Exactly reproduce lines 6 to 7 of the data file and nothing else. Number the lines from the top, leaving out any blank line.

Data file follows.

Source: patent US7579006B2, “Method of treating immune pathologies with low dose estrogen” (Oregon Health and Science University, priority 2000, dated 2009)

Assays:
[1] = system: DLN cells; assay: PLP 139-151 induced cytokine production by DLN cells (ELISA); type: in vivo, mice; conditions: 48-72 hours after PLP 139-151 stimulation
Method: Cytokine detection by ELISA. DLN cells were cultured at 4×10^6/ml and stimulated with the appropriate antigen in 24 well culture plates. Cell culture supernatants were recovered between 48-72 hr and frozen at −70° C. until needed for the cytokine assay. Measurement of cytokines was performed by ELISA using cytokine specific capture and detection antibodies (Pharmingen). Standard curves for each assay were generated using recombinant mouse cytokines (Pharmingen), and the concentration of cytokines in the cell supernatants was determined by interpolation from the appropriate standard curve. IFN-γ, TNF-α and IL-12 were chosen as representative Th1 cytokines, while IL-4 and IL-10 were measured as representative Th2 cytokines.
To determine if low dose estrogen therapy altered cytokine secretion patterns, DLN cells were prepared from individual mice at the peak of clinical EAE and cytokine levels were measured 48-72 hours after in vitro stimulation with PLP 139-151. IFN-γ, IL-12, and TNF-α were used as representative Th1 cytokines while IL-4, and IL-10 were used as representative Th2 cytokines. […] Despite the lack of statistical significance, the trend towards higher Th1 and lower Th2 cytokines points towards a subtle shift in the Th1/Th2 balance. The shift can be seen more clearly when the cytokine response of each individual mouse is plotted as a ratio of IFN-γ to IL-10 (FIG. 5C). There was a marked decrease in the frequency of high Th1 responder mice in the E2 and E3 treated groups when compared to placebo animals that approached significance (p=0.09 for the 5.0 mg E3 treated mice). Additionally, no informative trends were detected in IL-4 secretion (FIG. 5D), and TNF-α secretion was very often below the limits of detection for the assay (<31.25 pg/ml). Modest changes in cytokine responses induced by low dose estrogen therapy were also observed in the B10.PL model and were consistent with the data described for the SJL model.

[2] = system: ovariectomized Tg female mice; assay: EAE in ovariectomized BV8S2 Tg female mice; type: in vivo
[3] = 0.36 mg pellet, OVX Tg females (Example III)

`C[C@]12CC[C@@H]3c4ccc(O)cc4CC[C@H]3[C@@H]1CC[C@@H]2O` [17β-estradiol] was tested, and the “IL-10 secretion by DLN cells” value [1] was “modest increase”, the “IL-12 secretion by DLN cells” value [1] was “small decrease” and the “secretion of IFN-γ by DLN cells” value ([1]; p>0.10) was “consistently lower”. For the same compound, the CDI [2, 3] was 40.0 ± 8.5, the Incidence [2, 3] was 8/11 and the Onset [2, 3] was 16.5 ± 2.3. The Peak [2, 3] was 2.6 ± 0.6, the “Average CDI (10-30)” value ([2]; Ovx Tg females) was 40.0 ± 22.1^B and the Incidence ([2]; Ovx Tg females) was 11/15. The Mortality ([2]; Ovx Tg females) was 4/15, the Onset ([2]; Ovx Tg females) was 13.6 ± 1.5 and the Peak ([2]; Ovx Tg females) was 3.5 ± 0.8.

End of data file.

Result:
[2] = system: ovariectomized Tg female mice; assay: EAE in ovariectomized BV8S2 Tg female mice; type: in vivo
[3] = 0.36 mg pellet, OVX Tg females (Example III)